Blondes – Swisher
Blondes’ new album Swisher builds on the well-executed formula of last year’s self-titled debut LP for New York’s RVNG Intl, bringing percussion to the forefront while relying on ever evolving and unfolding electronics. Drums fuel the tracks of the album, propelling the swirling, expansive synths that lie beneath.
First meeting whilst studying at Oberlin College in Ohio, Sam Haar and Zach Steinman began the Blondes project in 2010, scoring a well received debut EP for Merok, but it wasn’t until they moved to Berlin that the project truly hit it’s stride with the series of duality themed 12”s for RVNG Intl that formed the bulk of their aforementioned debut. This second album came as somewhat of a surprise, with little in the way of PR to pave the way for the release. However, the driving strength of the album allows it to stand on its own, a dense nine-track exercise in sensory indulgence.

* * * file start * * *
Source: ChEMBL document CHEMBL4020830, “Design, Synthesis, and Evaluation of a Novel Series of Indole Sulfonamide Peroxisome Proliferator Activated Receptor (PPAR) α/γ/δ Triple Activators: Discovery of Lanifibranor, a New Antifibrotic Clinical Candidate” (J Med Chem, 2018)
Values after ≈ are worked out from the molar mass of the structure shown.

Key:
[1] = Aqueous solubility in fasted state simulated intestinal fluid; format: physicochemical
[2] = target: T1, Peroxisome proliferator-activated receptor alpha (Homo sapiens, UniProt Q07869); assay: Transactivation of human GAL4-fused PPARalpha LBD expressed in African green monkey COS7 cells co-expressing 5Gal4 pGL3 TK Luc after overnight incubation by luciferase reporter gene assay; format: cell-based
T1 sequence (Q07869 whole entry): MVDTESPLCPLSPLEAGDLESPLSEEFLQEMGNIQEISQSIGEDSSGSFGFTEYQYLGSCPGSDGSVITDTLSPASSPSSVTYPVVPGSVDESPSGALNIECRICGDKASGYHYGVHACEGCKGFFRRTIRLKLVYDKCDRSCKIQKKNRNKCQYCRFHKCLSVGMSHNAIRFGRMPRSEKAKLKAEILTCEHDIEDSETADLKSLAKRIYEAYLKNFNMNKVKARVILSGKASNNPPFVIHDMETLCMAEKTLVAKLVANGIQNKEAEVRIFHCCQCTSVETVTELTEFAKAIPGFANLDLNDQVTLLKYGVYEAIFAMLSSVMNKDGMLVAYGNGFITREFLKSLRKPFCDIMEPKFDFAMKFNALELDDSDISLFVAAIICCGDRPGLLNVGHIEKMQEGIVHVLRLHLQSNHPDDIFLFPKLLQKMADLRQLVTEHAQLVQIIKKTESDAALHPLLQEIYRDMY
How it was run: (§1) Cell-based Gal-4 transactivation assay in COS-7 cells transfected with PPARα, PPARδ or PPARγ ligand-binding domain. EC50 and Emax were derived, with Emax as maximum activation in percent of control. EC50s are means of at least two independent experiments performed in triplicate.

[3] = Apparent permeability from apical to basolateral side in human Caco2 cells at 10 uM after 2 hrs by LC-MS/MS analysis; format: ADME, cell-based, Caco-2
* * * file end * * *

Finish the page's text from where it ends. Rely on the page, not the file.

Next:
Swisher is a shimmering mass of electronics, a slowly brewing melange of vibrant sound. Gently drifting tracks float between more driven beats, and perhaps suggest influence from German bands like Cluster; drawing on a rich pastoral history that is then combined with darker techno influences. Percussion based tracks create a visceral tension, and melodies weave throughout, forming lush sonic landscapes. Harsh textures are found in “Bora Bora”, bringing to mind the crude aggressive blades of a fleeing helicopter, a track transformed skilfully into a paranoid dance number. In the same vein, the clanging abrasiveness of “Wire” seemingly draws on a post-apocalyptic theme for inspiration. Tracks like “Poland” and “Andrew” entrance the listener with a smoky haze of opiate euphoria, contributing to the LP’s mystical voyage.
The tracks on Swisher all unfurl in the same slowly building manner and while some reach a sonic pinnacle, others seem to circulate endlessly; exploring feelings of emptiness that eventually fade away without consequence. These mind altering electronics that bend and morph through the ears of the listener hint at a thoughtful and recollective sense of vacancy and warped darkness, resulting in an album that’s deeply rooted in introspection.
2. Bora Bora